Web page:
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Philosophy and theory of architecture - Essay Example

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Philosophy and the theory of architecture The philosophical underpinnings of Buddhist architecture and the role of the Baims Si in the development of Buddhist architectural thought in China Introduction This paper examines some of the important ideas, motives and devices behind Buddhist architecture…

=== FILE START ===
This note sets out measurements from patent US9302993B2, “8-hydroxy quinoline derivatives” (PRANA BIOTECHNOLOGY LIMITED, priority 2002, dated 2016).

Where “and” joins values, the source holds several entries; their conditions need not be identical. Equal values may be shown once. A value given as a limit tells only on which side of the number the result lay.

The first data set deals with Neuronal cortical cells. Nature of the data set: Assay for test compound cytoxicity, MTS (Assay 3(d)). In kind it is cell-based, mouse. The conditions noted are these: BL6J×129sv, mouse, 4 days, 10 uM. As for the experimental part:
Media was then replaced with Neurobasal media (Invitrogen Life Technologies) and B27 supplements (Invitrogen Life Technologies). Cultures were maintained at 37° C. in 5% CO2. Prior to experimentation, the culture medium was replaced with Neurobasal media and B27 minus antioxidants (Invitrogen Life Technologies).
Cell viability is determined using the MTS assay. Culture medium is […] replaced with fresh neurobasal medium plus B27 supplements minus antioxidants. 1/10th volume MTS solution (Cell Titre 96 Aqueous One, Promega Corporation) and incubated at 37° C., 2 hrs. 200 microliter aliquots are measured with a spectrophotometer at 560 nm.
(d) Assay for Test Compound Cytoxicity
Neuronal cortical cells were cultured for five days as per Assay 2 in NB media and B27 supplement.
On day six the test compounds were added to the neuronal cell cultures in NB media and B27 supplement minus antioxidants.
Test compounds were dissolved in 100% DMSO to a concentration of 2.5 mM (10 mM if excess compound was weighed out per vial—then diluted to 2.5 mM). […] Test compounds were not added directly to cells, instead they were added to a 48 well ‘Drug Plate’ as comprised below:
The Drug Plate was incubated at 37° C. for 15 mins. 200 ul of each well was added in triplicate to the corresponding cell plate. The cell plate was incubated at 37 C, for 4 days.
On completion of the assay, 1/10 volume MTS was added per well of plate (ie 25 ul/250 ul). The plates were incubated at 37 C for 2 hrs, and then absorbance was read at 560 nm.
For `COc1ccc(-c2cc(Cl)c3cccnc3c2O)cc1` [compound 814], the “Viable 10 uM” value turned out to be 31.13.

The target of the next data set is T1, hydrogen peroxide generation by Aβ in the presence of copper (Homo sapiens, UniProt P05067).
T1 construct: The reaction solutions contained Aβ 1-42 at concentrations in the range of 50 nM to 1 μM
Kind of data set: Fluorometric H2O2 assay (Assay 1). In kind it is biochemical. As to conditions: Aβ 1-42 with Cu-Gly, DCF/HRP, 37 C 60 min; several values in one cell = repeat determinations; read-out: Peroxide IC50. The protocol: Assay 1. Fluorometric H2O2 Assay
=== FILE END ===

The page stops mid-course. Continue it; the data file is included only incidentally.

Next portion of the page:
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Download file to see previous pages In so doing, it discusses the roots of this phenomenon, and surveys the different phases it has been and is going through and its physical spread and influence as well. That is, it takes a tour through both changes over time as well as spatially. The focus is mainly on the architecture of Buddhist temples, particularly those found in China. However, as the reader will come to know, if not known already, in Buddhism there is a variety of buildings that are considered as religious or spiritual spaces besides temples. A case study is made of the Baima Si, which is the White Horse Temple in the Henan province of China. This temple (Si) was chosen for its historical significance, as will be explained later, as well as the fact that it represents a unique amalgamation of architectural styles. It also functioned as a model for other such buildings and thereby played a pivotal role in moulding a special wave of thinking on architecture, which makes it deserve serious attention. For contrastive purposes, important comparisons are also drawn with architectural features belonging to Buddhist temples elsewhere in the world, especially in other Far Eastern countries that are heartlands of Buddhism. In addition, some comparisons are also highlighted between Buddhist architecture and what is found in other religious architectural expressions, especially of Christian, Hindu and Islamic origin. After the distinguishing and other special features are identified for Chinese Buddhist temples, an attempt is then made to explain these and the philosophy behind them. Buddhist architecture In Buddhism, although the temple is the main place for spiritual practices, there are also other spiritual spaces. These are the pagodas, which are towers like broader based minarets, stupas, which are dome shaped monuments, and grottos, which are caves used for specific spiritual practices within a more isolated environment. They are all holy and made to be serene and tranquil. The temples function more as monasteries for collective practices. As far as Chinese temples are concerned, Buddhist philosophy has been described as the greatest impetus behind religious art and architecture in China (Phuoc, 2010). Initially, Buddhism was practised in ordinary settings in China, such as people’s houses, but as demand grew, then special buildings were constructed. These buildings proved to be far more interesting than the Confucian and Taoist places and rich in architectural detail reflecting an equally richer philosophy. Hindu and Islamic philosophies of architecture share some commonality with Buddhist architecture. The Hindu influence is mostly evident in the early temples. Thus, there is a direct connection with Hindu architecture as they gave roots to Buddhist architecture. Connections with other religions are more indirect. A prominent style of Christian architecture was Gothic architecture during the medieval period. This was related with scholastic philosophy (Radding & Clark, 1994) in which there was an attempt to develop a comprehensive and integrated solution for various tasks including the construction of churches. An interesting parallel is drawn between the ideas of St. Thomas Aquinas who was one of these aforementioned philosophers and Buddhist architecture in that he saw churches as symbolising heaven on earth. This is similar in some ways to the Buddhist concept of heaven but with some fundamental differences. Whereas only one heaven is envisaged in Christianity ...Download file to see next pagesRead More
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